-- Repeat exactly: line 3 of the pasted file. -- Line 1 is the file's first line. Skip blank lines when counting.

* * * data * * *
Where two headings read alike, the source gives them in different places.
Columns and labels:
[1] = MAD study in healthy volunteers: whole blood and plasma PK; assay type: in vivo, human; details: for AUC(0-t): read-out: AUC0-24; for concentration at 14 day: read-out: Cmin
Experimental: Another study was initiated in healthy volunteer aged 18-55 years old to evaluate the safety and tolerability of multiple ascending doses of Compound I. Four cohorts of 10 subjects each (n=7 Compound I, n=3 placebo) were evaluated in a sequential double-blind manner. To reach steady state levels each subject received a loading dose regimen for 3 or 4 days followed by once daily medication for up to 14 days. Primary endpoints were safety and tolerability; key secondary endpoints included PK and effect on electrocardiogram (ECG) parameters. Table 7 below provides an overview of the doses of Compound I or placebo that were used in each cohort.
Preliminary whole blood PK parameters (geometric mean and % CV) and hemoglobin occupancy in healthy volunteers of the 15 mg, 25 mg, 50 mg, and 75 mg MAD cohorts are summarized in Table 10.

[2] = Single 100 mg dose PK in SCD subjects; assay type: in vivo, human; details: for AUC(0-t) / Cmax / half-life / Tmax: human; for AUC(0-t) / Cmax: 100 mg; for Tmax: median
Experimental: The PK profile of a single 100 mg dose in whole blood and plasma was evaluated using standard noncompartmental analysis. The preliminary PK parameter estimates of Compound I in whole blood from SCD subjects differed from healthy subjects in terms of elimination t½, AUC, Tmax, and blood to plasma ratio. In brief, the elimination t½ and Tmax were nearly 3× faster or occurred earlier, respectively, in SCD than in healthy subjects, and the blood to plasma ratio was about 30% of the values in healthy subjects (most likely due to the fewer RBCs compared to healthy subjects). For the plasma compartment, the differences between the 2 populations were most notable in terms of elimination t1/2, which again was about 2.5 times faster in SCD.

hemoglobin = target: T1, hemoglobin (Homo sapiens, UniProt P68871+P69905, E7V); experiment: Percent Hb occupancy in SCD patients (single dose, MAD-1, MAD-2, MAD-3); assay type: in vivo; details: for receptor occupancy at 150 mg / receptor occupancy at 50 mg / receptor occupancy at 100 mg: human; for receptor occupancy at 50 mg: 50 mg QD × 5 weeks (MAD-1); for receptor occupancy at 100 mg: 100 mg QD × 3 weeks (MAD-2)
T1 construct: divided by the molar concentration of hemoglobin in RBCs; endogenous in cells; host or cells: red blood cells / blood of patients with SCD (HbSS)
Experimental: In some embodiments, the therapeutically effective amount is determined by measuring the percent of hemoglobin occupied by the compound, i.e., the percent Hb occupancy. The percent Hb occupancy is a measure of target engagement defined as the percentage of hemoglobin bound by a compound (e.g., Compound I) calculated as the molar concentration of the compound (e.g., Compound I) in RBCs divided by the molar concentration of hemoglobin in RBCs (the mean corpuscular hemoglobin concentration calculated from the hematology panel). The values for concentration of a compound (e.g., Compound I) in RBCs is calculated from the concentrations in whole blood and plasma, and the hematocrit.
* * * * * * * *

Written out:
[1] = MAD study in healthy volunteers: whole blood and plasma PK; assay type: in vivo, human; details: for AUC(0-t): read-out: AUC0-24; for concentration at 14 day: read-out: Cmin